Brexit Stage Left


As Divorce Approaches, a Bilingual Blood Wedding Opens a New Door

Image: Alfonso Valbuena

Image: Alfonso Valbuena

In May 2018 I travelled to Madrid with a company of student actors preparing for their first performance of a new, bi-lingual adaptation of Lorca’s Blood Wedding that would take place just ten days later.   The 16-strong company had been working on the play since January as part of an intensive rehearsal process, sharing ideas and development exercises aimed at accessing the deeper layers of ritual and symbol in Lorca’s poetic meditation on fate, nature and freedom.  All pretty standard stuff.  Except for one big difference – one half of the company had never met nor even been in the same room as the other half.  While they had shared a rehearsal process of exploration and discovery, until our arrival at the airport all communications between the actors in London and those in Madrid had been entirely virtual.    And here we were – arriving to meet the other half of the company for the very first time, yet already knowing each other and eager to finally begin work in a live rather than a virtual rehearsal space.

At the beginning of the process, the actors had been paired together, sharing their journey through rehearsals in blogs, emails and by Skype.  What was significant about this project however, was that they were also going to be ‘exchange’ partners playing host to each other as the production played in London and Madrid.  For two weeks in Spain, and subsequently England they lived as well as worked together which created an immersive experience that demanded a different type of personal commitment from all of them; forging deep bonds of trust and empathy between performers from different countries, speaking different languages and working together for the first time in a dynamic, creative process.

I have been developing this method of creating bi-lingual adaptations with trans-European casts of young actors for some time.  In every project the country, the play, the language has been different. Yet at the heart of each creative endeavor is the realization that while there are numerous artistic and educational outcomes for the project participants, the primary one may, in fact, be the opportunity it affords to engage experientially with European culture and society in a way that delivers life-long impact and fundamentally transforms young actors’ ability to forge identities as both artists and citizens of Europe.  For these students the excitement of travelling and working in a different country with professional creatives from those countries energizes and drives the artistic process in a quite remarkable way.  Within two days of meeting, the students were taking the kinds of physical and emotional risks that one might reasonably expect from a much more experienced ensemble company.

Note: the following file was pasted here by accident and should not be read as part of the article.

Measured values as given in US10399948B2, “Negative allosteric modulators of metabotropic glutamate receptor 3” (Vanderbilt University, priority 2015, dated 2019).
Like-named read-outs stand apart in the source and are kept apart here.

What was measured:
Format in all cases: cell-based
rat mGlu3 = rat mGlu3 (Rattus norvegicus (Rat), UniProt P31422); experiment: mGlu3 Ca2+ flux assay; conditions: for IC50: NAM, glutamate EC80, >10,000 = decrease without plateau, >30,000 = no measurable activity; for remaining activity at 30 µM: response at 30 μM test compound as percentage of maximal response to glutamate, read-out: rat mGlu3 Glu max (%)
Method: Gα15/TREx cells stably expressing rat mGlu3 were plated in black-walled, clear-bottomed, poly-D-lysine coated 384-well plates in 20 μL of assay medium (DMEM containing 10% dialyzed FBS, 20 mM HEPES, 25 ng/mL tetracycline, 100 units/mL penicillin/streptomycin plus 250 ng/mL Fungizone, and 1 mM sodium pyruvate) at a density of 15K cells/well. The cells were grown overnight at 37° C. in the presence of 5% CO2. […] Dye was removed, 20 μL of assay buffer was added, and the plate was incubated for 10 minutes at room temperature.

The additional benefits to the project were, of course that the adaptation itself, was imaginatively developed in the rehearsal room as the actors, director, dramaturge and choreographer explored both the text in its original language and in translation; focusing on finding the rhythms and synergies and discovering creative pathways into the heart of the play.  All the actors were required to perform in both languages and performing in a second language, whilst undoubtedly challenging was ultimately empowering as they discovered a new confidence in their ability to work with the new theatre form we were creating.   

Ten days after arriving at Adolfo Suarez airport, the first work-in-progress performance of Bodas de Sangre took place in the theatre of the Transforming Arts Institute, Madrid.  Everyone was exhausted and exhilarated.  The show was subsequently performed in London and in the summer of 2019 will tour in England and Spain.  Meanwhile, the actors have become more than just a company – they are friends and have kept in touch in the months between the shows.  If you ask them whether they would ever consider themselves able to work as an actor in a different EU country – the answer will be ‘Yes!’.  As we prepare for Brexit this kind of creative collaboration feels rather like a life-line for young people; keeping them engaged with, and responsive to, their lives as Europeans beyond the narrow confines of national borders which if we are not careful will only shut down the artistic opportunities and access we have collectively worked so hard to achieve.

Gill Foster